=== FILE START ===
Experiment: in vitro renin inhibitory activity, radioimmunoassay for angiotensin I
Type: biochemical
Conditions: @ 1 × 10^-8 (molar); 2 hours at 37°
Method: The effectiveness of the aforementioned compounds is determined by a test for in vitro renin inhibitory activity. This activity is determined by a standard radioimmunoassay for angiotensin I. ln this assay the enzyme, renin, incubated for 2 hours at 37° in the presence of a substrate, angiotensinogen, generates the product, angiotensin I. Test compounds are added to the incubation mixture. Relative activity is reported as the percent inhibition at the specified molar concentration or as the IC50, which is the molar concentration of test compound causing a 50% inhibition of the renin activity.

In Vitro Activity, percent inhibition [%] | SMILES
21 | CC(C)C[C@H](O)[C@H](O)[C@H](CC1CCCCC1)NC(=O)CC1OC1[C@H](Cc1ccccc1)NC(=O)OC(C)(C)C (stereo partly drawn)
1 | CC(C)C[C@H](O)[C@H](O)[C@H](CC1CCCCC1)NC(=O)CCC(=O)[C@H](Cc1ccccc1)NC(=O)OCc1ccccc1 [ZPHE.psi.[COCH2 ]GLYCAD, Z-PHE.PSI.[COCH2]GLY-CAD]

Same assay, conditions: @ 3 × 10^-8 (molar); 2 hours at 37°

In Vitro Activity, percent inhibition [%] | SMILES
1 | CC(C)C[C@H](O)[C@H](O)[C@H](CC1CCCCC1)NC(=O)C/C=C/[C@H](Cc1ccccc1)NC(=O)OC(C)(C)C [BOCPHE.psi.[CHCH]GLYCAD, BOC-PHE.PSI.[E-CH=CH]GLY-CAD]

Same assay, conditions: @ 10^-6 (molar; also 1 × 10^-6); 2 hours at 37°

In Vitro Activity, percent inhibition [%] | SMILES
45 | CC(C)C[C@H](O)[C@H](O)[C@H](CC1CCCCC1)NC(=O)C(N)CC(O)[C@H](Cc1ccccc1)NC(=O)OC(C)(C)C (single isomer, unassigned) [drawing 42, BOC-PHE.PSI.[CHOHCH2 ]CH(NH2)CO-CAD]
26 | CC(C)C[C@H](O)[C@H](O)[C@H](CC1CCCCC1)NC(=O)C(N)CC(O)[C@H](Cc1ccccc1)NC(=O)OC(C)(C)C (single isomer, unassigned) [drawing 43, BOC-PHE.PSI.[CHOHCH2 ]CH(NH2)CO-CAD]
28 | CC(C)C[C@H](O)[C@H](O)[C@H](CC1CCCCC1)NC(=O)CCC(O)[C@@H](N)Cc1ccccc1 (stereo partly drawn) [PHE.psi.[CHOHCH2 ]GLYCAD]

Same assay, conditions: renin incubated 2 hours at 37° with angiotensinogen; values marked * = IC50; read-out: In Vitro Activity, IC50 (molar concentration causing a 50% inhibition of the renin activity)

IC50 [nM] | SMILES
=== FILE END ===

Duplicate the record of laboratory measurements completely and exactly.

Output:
Experiment: in vitro renin inhibitory activity, radioimmunoassay for angiotensin I
Type: biochemical
Conditions: @ 1 × 10^-8 (molar); 2 hours at 37°
Method: The effectiveness of the aforementioned compounds is determined by a test for in vitro renin inhibitory activity. This activity is determined by a standard radioimmunoassay for angiotensin I. ln this assay the enzyme, renin, incubated for 2 hours at 37° in the presence of a substrate, angiotensinogen, generates the product, angiotensin I. Test compounds are added to the incubation mixture. Relative activity is reported as the percent inhibition at the specified molar concentration or as the IC50, which is the molar concentration of test compound causing a 50% inhibition of the renin activity.

In Vitro Activity, percent inhibition [%] | SMILES
21 | CC(C)C[C@H](O)[C@H](O)[C@H](CC1CCCCC1)NC(=O)CC1OC1[C@H](Cc1ccccc1)NC(=O)OC(C)(C)C (stereo partly drawn)
1 | CC(C)C[C@H](O)[C@H](O)[C@H](CC1CCCCC1)NC(=O)CCC(=O)[C@H](Cc1ccccc1)NC(=O)OCc1ccccc1 [ZPHE.psi.[COCH2 ]GLYCAD, Z-PHE.PSI.[COCH2]GLY-CAD]

Same assay, conditions: @ 3 × 10^-8 (molar); 2 hours at 37°

In Vitro Activity, percent inhibition [%] | SMILES
1 | CC(C)C[C@H](O)[C@H](O)[C@H](CC1CCCCC1)NC(=O)C/C=C/[C@H](Cc1ccccc1)NC(=O)OC(C)(C)C [BOCPHE.psi.[CHCH]GLYCAD, BOC-PHE.PSI.[E-CH=CH]GLY-CAD]

Same assay, conditions: @ 10^-6 (molar; also 1 × 10^-6); 2 hours at 37°

In Vitro Activity, percent inhibition [%] | SMILES
45 | CC(C)C[C@H](O)[C@H](O)[C@H](CC1CCCCC1)NC(=O)C(N)CC(O)[C@H](Cc1ccccc1)NC(=O)OC(C)(C)C (single isomer, unassigned) [drawing 42, BOC-PHE.PSI.[CHOHCH2 ]CH(NH2)CO-CAD]
26 | CC(C)C[C@H](O)[C@H](O)[C@H](CC1CCCCC1)NC(=O)C(N)CC(O)[C@H](Cc1ccccc1)NC(=O)OC(C)(C)C (single isomer, unassigned) [drawing 43, BOC-PHE.PSI.[CHOHCH2 ]CH(NH2)CO-CAD]
28 | CC(C)C[C@H](O)[C@H](O)[C@H](CC1CCCCC1)NC(=O)CCC(O)[C@@H](N)Cc1ccccc1 (stereo partly drawn) [PHE.psi.[CHOHCH2 ]GLYCAD]

Same assay, conditions: renin incubated 2 hours at 37° with angiotensinogen; values marked * = IC50; read-out: In Vitro Activity, IC50 (molar concentration causing a 50% inhibition of the renin activity)

IC50 [nM] | SMILES